Humility in the Job Market

Lately I've been struck with how far humility goes especially in the job market. It's that "soft skill" that sets employees apart from each other. However, somewhere during college I was taught that when you graduate you get a really good paying job, with loads of benefits, and yes, you might have to work your way up, but go for your dream job first. After all, you'll attain it quickly.

Growing up I heard lots about how to impress employers or what interviewers were expecting college graduates to know/do. I also heard the stories about my mom working 12 hour shifts at the hospital while my dad dug grave plots and washed dishes at a church to get himself through graduate school. After graduating, Dad still stocked shelves at a grocery store so he could feed his growing family. Every family has these stories. Every generation before us has worked hard to get where they are. None of them assumed they'd be big shots with their first job. They all had dream jobs, but weren't afraid to take "menial" ones in the process.

As I've talked with and observed recent college graduates, I have seen a very cocky attitude emerge. It is as though the accomplishment of a college degree has earned them the right to snub their nose at jobs that don't offer them a career. They are so focused on what they dream of doing, that they overlook the importance of building skills in any area other than that dream job. The result is either very grumpy twenty somethings with mounting bills and continued stubbornness or completely overwhelmed individuals that sink into a lazy routine.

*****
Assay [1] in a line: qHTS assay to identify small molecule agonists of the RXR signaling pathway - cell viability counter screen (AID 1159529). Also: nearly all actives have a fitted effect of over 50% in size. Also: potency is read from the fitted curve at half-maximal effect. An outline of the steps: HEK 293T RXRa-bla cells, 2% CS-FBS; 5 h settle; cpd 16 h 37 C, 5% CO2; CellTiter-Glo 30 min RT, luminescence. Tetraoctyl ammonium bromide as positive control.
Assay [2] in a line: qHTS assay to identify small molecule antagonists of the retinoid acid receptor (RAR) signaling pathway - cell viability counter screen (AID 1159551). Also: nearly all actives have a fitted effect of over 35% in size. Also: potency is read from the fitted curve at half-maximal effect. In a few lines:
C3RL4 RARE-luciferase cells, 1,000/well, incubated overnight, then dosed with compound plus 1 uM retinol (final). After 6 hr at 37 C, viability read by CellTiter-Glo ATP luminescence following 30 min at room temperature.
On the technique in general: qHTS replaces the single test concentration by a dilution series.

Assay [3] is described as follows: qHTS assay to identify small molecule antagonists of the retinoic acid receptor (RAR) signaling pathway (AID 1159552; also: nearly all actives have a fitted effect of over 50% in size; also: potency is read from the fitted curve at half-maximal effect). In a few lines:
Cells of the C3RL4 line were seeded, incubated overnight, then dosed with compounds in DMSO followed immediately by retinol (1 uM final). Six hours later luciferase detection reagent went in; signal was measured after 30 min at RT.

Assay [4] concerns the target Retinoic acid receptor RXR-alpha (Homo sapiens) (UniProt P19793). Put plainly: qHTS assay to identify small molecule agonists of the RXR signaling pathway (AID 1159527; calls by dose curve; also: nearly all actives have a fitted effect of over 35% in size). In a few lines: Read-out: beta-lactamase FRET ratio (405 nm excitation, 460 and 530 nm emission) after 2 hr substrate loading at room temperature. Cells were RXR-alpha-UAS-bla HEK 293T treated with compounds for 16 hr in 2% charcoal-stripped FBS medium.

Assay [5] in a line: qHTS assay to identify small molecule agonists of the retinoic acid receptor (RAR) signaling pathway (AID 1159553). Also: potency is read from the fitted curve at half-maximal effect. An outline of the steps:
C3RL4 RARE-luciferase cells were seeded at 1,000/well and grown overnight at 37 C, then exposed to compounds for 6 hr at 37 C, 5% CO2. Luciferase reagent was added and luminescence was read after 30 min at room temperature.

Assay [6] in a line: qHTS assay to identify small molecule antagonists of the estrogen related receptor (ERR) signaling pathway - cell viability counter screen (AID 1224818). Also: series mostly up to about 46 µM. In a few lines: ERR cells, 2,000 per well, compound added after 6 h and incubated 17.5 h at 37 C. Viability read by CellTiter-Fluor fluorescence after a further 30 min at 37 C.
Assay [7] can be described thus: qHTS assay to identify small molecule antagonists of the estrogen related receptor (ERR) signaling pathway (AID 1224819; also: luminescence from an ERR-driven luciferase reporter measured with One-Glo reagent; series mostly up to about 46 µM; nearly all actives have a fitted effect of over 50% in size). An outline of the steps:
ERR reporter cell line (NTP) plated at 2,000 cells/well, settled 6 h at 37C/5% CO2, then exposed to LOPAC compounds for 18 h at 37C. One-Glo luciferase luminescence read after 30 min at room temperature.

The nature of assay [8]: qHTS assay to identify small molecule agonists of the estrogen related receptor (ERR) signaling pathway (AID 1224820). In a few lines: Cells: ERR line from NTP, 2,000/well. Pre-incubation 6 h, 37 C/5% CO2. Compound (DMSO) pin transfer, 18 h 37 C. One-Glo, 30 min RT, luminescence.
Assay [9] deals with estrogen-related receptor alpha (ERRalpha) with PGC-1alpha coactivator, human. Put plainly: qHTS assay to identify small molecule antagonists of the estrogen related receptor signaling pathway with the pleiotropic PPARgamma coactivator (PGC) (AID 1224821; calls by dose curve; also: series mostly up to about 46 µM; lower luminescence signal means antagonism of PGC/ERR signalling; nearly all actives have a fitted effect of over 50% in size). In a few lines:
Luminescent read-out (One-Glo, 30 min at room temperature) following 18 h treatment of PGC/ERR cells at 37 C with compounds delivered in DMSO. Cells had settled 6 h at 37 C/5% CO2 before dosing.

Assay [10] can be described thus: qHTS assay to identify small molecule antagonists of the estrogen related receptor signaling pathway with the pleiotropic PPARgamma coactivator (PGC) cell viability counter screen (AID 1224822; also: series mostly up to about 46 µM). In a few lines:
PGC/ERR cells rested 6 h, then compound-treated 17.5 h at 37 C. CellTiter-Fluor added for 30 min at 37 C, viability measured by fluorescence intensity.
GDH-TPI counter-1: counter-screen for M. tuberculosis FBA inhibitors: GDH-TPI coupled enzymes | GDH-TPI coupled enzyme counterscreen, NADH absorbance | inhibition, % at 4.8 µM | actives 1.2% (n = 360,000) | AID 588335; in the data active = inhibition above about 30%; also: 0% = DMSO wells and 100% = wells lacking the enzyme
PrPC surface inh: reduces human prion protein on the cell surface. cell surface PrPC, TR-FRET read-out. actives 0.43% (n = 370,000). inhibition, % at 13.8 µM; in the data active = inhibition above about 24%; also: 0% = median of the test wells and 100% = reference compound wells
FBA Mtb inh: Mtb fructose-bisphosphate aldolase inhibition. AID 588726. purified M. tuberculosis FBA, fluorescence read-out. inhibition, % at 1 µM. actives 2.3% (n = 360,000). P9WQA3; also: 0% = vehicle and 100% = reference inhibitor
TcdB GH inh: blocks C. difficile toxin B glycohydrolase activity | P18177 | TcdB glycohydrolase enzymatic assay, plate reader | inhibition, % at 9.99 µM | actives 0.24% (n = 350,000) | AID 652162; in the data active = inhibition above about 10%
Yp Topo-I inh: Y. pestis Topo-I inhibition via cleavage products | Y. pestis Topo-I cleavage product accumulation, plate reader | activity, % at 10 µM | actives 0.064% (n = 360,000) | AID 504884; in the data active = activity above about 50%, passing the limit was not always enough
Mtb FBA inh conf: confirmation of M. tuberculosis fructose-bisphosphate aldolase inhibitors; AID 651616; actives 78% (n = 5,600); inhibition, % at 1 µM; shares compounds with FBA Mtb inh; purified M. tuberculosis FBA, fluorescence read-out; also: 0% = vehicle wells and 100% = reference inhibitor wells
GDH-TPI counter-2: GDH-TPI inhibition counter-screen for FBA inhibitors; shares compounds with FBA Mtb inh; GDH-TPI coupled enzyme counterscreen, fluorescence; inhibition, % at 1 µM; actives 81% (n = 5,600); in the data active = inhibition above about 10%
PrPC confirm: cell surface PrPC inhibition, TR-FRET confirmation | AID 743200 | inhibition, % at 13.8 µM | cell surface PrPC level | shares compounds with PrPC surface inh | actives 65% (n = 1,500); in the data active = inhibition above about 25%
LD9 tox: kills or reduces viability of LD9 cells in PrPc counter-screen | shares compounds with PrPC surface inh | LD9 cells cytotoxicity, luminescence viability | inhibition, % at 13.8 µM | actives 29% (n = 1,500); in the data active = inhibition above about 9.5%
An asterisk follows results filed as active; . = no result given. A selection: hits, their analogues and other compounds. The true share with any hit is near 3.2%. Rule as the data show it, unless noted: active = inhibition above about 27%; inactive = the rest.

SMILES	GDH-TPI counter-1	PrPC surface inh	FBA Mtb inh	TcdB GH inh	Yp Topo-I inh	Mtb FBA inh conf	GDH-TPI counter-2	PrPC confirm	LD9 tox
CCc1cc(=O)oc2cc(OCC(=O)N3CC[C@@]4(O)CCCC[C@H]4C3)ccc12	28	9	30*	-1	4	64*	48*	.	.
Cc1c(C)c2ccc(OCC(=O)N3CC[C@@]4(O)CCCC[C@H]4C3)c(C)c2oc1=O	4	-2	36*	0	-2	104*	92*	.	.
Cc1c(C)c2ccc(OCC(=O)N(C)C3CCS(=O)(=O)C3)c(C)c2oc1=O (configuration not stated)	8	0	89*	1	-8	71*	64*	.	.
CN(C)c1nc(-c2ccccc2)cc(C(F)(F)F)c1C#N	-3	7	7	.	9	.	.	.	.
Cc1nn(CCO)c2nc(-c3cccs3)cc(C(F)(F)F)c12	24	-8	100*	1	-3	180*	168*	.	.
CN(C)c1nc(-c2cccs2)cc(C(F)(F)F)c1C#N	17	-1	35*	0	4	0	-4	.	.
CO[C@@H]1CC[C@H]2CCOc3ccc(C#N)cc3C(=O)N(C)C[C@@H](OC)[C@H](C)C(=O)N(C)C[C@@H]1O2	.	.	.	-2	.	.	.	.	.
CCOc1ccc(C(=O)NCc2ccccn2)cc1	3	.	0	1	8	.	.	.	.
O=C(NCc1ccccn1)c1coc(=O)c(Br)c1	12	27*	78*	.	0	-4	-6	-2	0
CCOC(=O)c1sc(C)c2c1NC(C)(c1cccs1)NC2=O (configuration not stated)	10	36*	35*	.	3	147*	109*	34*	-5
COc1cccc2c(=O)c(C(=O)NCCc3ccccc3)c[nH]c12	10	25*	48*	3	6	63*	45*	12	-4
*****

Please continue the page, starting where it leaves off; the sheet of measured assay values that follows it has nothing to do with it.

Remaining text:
Can someone please tell me why colleges set our hopes so high? Or is it that late adolescents lack practicality? All I do know is that the jobs we take out of college probably aren't where we want to be forever. Thankfully, we don't live in a society that requires us to stay in our jobs a lifetime. So will someone please tell every college class who has graduated from 2004 till now that work is work is work! It's not always fun, it isn't always what we want it to be, but these "menial" jobs could set you up to fail or fly with that dream job. Keep your goal in sight, but humble yourself (and your expectations) and be grateful you can find a job or two that keeps the creditors away. Then, start looking for ways to move toward your goal. It's wonderful to aspire to be something great, but as believers greatness isn't our goal--HUMILITY is.

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